Geography of Hidden Faces applies AI to aerial imagery to “see” faces in the landscape.
At any given moment, dozens of satellite and aircraft sensors look down from above, taking pictures of the rapidly changing and evolving landscapes below. These images, stitched together, processed, and transmitted, become maps which ultimately come to shape the spaces and places they represent.
There is an ambivalence to the ways that these mappings constantly re-imagine and re-form the world. In the best cases, aerial images are used to help inform aid relief efforts after a disaster, expose the locations of fires, and create evidence pointing directly to critical environmental changes. Aerial images however are all too often used to exploit natural resources, displace native and indigenous peoples, and to justify the killing of innocent people.
How we interpret the “God's eye view”—its privileges, politics, responsibilities, and opportunities—is effectively how we draw the map. And with the unrestricted use of automated, machine learning-based systems for interpreting images, we only further codify our own problems and flaws, as well as our imaginations and politics onto the world.
Geography of Hidden Faces is a project about exploring and questioning what we see versus what we've trained computers to see. The project provides an interface to renderings of the world from above, layering both critique and a window into a kind of "algorithmic imagination." By applying facial recognition algorithms to aerial imagery, the project begins training you to see "algorithmically." Just as the algorithms have learned to identify patterns in their training data, longer engagement with this project begins to cue you in to the potential conditions and environmental factors that produce to a face detection in the landscape. By applying a facial recognition algorithm onto data it is not meant to interpret, we are given an opportunity to explore the quirky artifacts of facial recognition algorithms.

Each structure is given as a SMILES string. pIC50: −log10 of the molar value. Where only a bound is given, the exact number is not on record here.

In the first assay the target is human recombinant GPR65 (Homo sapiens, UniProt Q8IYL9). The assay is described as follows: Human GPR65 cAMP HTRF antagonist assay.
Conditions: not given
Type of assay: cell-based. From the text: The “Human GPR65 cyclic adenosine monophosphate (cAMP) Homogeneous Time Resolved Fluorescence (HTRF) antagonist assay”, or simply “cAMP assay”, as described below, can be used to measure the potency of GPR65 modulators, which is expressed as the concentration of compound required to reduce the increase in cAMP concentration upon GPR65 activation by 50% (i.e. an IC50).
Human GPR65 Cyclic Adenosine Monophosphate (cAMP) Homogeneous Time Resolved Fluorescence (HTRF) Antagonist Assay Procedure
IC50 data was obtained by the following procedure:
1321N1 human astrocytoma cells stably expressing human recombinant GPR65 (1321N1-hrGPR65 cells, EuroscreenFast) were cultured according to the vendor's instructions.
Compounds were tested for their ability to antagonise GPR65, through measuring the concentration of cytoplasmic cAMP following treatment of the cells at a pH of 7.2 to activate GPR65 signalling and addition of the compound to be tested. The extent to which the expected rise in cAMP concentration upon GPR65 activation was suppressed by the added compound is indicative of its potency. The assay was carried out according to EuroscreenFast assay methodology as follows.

In 2013, Onformative Studio in Germany published their Google Faces project. Their investigation explored the phenomenon of pareidolia—the tendency for humans to see shapes or faces in inanimate or abstract objects and things—in machines. Onformative employed machine learning algorithms designed for face tracking, turning the gaze of the algorithms away from people and onto views of the earth from space.
Geography of Hidden Faces extends and reinterprets Onformative's early work. Here, the application prompts viewers to zoom and pan in such a way that with each interaction, they are left gazing into the map wondering if the AI sees anything more than what is in view.